The Bill will also enable more effective monitoring of a permit or licence holder’s financial position and plans for field development. It will require permit and licence holders to maintain a financial security that can be used for decommissioning purposes if required, expand enforcement powers across petroleum and minerals activities and make other minor and technical changes.
The Bill will enable the Minister to consider several factors, including the circumstances of a particular permit or licence holder, when determining the amount and type of financial security required.
Only companies with sufficient financial and technical capability will be able to acquire a permit in New Zealand.
The government expects the Bill will be passed late in 2021.
New Zealand’s Quarantine Free Travel from New South Wales to this country will be paused while the source of infection of new cases announced in Sydney is investigated.
The pause came into force at 11.59pm NZT and will be in place for 72 hours initially. It will be under constant review.
New Zealand health officials are also updating their advice for anyone already in New Zealand who has recently visited Sydney’s Westfield Bondi Junction mall.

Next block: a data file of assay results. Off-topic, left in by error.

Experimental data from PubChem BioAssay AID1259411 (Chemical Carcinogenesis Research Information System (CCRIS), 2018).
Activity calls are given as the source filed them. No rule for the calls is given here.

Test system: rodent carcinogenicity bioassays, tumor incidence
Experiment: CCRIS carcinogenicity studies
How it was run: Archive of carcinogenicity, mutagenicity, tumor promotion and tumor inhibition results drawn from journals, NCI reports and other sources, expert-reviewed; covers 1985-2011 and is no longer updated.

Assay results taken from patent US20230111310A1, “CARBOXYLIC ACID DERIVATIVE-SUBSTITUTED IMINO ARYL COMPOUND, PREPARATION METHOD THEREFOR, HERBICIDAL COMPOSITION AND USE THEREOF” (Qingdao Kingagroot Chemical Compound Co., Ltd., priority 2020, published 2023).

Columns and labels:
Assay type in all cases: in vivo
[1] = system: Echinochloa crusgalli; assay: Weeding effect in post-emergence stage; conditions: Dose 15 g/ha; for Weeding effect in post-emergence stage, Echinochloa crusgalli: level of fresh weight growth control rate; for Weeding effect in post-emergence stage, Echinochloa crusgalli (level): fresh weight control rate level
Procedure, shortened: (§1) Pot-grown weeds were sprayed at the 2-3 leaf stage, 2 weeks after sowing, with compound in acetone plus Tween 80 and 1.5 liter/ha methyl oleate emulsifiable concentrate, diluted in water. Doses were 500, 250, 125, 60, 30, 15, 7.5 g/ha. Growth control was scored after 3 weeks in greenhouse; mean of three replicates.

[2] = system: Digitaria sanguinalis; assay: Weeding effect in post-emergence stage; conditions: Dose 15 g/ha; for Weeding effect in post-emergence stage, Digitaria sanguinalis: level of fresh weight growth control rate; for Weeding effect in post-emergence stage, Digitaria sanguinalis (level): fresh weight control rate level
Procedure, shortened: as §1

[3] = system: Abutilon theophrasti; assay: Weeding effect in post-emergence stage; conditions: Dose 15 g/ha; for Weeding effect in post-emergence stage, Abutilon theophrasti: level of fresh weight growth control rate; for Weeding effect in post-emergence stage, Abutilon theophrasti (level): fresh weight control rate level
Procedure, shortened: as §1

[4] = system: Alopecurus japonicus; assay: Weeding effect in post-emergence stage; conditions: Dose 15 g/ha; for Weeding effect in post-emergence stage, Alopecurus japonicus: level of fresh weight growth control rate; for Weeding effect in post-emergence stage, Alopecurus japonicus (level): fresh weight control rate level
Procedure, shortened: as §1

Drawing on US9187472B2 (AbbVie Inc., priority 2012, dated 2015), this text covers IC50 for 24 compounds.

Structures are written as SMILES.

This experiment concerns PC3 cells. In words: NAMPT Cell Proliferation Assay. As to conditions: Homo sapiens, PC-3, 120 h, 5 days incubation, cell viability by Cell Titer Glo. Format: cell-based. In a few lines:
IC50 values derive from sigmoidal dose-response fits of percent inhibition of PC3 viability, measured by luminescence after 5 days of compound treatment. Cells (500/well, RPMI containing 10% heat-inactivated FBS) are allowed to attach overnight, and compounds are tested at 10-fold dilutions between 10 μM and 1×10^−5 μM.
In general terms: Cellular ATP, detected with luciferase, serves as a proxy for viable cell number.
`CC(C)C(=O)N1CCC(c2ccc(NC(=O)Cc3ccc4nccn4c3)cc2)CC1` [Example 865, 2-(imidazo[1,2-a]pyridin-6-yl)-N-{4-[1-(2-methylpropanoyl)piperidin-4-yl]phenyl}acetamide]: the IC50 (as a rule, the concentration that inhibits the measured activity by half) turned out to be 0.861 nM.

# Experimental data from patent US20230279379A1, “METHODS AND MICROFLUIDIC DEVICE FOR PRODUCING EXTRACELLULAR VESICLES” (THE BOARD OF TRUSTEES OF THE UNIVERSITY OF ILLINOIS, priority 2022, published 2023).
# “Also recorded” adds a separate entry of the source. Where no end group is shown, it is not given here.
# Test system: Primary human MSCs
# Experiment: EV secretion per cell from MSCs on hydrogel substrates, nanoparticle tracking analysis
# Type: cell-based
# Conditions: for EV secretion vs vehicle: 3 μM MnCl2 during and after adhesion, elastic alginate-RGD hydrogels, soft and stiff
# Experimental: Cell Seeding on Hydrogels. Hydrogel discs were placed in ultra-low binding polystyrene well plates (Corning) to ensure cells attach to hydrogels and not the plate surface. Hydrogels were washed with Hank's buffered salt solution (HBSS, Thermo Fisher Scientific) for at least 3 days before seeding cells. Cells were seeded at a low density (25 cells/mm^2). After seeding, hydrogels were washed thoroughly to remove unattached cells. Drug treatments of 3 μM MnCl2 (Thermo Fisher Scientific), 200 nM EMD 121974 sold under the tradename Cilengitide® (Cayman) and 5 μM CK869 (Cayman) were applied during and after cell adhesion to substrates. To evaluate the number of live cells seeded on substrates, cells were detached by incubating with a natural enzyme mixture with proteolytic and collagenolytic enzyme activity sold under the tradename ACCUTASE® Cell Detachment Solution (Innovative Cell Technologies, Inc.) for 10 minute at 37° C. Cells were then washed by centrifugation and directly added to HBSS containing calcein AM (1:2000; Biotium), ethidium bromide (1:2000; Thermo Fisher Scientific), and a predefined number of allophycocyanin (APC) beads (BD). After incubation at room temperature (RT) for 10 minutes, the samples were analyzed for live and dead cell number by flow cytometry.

This follows a new case of COVID-19 reported in Sydney yesterday, connected to the busy mall, which is popular with locals and New Zealand visitors.
Information about Quarantine Free Travel between New South Wales and New Zealand is available on the COVID-19 website.
Treaty of Waitangi Negotiations Minister Andrew Little welcomed Ngāti Rangitihi to Parliament yesterday to witness the first reading of The Ngāti Rangitihi Claims Settlement Bill.
Ngāti Rangitihi is a Te Arawa iwi based in and around Rotorua, Kaingaroa and Matatā, and has about 5,600 registered members.
Ngāti Rangitihi’s historical grievances include the Crown’s failure to act in good faith when leasing and purchasing Ngāti Rangitihi land blocks, excessive land taking at Te Ariki for Public Works and a failure to ensure Ngāti Rangitihi had sufficient land to support themselves in the aftermath of the Tarawera eruption.
The settlement includes an acknowledgement, apology and redress for the Crown’s historical breaches of the Treaty of Waitangi. Ngāti Rangitihi will receive financial and commercial redress valued at over $11 million, including $4 million financial redress and more than $7 million in commercial redress on-account through the 2008 Central North Island Forests Iwi Collective Settlement.